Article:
AN ALL-EXPENSES PAID OXFORD MBA
Off Grid Electric is not Helgesen’s first foray into social entrepreneurship. After graduating from the University of Notre Dame with a bachelor’s in management information systems, he co-founded Better World Books with two classmates. They grew the company into a leading online book retailer with a triple bottom line. The company traded in used books (environment) and donated to literacy programs (social), while turning a profit (financial). It was also among the first B Corps, a group of companies committed to rigorous social and environmental standards.
Helgesen knew he had a good thing going, but he was ready to try his hand at starting something new. He wasn’t interested in cruising the standard MBA prospective-student circuit and spinning his wheels for two years to find himself and his future career. Entering B-school at 31, he was older than the average U.S. MBA. Plus, he had a kid and a profitable business to run.
But Saïd appealed to him. For one, it was free. Helgesen had nabbed one of five Skoll scholarships, which cover tuition and provide a small living stipend.”If I hadn’t gotten the Skoll scholarship, I don’t think I would have done an MBA,” he says. For another, the program was only one year and attracted a geographically and professionally diverse crowd, so he could tap into different pools of knowledge. He started B-school with a laser-like focus. “I entered the MBA program with some specific goals: I wanted to find a business partner and find a new business opportunity … I also had a goal to contribute to the broader MBA class experience,” he says.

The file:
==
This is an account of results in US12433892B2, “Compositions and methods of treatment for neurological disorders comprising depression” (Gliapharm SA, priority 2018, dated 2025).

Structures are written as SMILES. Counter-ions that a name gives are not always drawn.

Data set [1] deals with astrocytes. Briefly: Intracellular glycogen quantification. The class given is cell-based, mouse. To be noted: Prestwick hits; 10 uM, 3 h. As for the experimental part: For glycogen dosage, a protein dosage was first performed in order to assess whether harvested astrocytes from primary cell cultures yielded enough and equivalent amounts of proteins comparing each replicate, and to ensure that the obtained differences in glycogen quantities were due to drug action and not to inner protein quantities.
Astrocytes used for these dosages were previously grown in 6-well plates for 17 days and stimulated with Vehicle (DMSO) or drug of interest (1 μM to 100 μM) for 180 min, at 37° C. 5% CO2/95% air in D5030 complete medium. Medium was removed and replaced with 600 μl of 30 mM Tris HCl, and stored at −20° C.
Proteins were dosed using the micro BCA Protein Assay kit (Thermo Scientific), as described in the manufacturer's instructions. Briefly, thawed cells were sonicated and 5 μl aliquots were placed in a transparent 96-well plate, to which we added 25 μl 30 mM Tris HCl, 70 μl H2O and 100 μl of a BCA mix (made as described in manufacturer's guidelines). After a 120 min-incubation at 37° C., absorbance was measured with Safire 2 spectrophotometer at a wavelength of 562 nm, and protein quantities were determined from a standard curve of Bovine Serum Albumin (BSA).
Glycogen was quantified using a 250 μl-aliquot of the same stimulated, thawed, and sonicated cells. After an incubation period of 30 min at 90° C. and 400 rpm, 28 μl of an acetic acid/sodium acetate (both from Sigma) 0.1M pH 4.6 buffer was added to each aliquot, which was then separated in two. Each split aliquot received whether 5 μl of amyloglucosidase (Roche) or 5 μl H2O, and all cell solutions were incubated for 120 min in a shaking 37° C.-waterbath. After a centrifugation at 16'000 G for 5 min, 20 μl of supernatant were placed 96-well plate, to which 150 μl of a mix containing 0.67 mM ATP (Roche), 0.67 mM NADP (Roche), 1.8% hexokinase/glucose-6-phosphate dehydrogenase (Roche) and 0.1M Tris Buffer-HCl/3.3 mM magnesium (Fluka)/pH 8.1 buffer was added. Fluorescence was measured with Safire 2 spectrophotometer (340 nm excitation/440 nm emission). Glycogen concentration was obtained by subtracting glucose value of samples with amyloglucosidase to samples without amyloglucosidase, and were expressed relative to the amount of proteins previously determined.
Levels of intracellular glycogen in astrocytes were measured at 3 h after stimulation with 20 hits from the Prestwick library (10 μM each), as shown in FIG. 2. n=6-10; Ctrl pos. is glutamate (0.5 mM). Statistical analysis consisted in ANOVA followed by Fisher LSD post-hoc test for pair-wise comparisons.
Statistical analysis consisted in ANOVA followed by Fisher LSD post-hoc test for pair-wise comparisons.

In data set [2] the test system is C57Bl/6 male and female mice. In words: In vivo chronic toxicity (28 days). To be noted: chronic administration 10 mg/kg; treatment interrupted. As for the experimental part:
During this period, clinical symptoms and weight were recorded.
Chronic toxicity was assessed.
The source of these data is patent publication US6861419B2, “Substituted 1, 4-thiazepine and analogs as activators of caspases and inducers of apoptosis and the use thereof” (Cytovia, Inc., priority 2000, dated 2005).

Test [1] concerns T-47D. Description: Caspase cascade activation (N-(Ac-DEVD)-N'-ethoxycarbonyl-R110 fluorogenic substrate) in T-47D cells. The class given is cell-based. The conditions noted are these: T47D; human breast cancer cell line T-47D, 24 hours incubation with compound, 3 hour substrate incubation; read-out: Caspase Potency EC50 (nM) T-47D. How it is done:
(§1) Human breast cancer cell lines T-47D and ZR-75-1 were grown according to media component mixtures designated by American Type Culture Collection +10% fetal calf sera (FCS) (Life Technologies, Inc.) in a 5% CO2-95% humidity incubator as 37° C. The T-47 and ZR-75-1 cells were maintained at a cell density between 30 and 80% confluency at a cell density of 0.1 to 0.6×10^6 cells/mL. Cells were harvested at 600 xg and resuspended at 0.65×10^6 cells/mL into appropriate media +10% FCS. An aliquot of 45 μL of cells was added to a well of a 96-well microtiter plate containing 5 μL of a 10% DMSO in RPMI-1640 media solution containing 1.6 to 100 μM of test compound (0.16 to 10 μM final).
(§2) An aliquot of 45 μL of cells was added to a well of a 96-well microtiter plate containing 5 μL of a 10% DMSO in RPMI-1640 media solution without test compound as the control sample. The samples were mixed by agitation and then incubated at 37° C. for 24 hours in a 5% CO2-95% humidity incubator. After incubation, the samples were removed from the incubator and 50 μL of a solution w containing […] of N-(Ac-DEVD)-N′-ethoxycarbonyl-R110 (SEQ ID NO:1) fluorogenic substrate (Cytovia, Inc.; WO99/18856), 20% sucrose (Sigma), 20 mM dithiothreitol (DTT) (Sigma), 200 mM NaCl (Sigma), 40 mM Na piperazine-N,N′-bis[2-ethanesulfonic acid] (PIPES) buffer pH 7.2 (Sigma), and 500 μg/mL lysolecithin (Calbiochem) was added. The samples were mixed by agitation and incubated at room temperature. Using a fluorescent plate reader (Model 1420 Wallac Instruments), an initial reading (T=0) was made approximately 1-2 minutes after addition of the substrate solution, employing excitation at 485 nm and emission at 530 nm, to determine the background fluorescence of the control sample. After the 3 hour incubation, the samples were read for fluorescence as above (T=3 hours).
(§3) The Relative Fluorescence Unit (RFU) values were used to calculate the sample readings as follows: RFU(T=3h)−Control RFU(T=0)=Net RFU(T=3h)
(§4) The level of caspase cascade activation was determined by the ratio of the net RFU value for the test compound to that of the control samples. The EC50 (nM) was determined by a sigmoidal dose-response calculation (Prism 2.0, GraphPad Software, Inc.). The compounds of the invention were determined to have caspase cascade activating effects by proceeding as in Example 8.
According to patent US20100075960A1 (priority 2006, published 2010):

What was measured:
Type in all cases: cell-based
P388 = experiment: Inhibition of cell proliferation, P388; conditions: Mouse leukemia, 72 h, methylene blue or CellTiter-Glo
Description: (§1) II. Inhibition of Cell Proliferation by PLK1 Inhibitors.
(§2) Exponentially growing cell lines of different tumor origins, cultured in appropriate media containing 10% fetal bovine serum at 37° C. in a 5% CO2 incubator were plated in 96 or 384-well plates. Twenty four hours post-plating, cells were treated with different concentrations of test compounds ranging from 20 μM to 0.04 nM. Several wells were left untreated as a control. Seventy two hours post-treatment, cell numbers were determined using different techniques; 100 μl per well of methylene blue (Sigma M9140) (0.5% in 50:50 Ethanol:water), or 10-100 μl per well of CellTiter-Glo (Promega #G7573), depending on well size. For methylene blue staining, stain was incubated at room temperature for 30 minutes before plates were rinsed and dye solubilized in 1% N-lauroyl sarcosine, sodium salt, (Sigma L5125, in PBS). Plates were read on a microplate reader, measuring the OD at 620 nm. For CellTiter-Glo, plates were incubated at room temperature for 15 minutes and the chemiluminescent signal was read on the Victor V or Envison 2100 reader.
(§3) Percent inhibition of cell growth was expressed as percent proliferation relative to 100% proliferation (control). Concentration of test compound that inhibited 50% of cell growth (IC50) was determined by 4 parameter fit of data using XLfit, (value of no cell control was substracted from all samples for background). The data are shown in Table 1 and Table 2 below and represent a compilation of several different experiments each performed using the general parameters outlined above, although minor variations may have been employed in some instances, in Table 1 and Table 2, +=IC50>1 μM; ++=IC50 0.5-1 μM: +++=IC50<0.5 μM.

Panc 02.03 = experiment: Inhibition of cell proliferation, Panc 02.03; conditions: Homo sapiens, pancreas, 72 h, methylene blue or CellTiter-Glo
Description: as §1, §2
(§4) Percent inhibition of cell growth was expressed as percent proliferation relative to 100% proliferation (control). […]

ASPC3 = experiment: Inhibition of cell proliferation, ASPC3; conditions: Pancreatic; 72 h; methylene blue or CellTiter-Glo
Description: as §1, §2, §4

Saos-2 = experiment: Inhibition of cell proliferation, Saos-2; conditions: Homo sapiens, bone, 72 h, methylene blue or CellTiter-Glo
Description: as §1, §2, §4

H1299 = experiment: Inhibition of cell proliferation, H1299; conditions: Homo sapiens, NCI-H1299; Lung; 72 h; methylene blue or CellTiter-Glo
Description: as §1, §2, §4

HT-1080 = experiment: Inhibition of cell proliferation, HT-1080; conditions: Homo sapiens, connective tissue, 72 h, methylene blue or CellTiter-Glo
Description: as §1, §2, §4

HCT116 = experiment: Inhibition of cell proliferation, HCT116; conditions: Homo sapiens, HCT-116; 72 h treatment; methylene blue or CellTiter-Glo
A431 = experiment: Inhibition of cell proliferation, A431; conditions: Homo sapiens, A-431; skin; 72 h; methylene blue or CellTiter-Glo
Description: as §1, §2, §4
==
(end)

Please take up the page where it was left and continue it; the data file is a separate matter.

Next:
THE WATERSHED MOMENT
He accomplished all of them. While at Oxford, Helgesen served as chairman of the entrepreneurship group and introduced an unofficial class on the intersection of lifestyle and entrepreneurship. He estimates that over 10% of his MBA class attended a typical session. He also met his co-founder, classmate Erica Mackey, within the first few days, though they wouldn’t collaborate on Off Grid Electric until the second term. She had extensive experience in East Africa, spoke Swahili fluently, and shared Helgesen’s interest in addressing the energy issue on the continent. They later recruited Off Grid’s CTO, Joshua Pierce, who brought extensive renewable energy experience.
Three months into the MBA program, Helgesen had the germ for Off Grid in his head. He fleshed it out during the Entrepreneurship Project, a required course that puts MBAs in teams to formulate a business idea and then build a business plan around it. “It allowed the idea to progress further than it otherwise might have,” Helgesen says. Courses such as Entrepreneurial Finance with Tim Jenkinson and Marc Ventresca’s TIS course, which covers how new technologies enter the market, proved valuable too.
The team’s watershed movement came when Oxford held a business plan competition with a $250,000 investment as the grand prize. “It was supposed to be for businesses that were a bit further on and had proven what they were going to do, but somehow with a PowerPoint we got through and made an impressive presentation, and we won the award,” Helgesen recalls. Though the team didn’t end up taking the investment, which Helgesen says included restrictive terms and a major stake in the business, it galvanized them to move forward.